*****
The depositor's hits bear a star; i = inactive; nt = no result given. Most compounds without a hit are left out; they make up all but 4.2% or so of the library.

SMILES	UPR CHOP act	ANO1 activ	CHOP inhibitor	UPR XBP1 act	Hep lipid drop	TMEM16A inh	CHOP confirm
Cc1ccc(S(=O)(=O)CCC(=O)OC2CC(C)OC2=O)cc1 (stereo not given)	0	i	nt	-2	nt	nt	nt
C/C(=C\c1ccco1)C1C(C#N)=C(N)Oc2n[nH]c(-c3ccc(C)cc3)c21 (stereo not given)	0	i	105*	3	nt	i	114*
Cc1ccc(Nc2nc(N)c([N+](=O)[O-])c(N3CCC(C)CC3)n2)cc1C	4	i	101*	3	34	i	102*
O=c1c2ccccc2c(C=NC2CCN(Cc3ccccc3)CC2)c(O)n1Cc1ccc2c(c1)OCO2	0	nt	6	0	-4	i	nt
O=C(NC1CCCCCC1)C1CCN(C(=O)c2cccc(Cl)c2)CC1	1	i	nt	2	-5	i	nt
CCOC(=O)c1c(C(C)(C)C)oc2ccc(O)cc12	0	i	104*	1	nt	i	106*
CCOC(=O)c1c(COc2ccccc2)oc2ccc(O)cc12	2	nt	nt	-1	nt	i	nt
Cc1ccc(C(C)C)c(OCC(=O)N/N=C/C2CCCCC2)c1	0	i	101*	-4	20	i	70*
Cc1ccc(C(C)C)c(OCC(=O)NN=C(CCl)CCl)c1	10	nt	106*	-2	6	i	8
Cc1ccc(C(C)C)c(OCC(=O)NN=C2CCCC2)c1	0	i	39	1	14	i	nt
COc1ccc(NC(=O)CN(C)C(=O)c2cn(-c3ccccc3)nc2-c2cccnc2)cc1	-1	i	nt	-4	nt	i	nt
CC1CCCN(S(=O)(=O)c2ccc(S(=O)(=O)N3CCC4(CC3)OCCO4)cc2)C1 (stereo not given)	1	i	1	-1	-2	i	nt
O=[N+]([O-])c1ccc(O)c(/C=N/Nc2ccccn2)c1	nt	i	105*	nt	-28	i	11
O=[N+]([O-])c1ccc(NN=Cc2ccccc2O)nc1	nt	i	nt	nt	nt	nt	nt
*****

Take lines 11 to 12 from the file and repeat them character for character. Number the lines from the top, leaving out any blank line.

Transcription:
Cc1ccc(C(C)C)c(OCC(=O)NN=C(CCl)CCl)c1	10	nt	106*	-2	6	i	8
Cc1ccc(C(C)C)c(OCC(=O)NN=C2CCCC2)c1	0	i	39	1	14	i	nt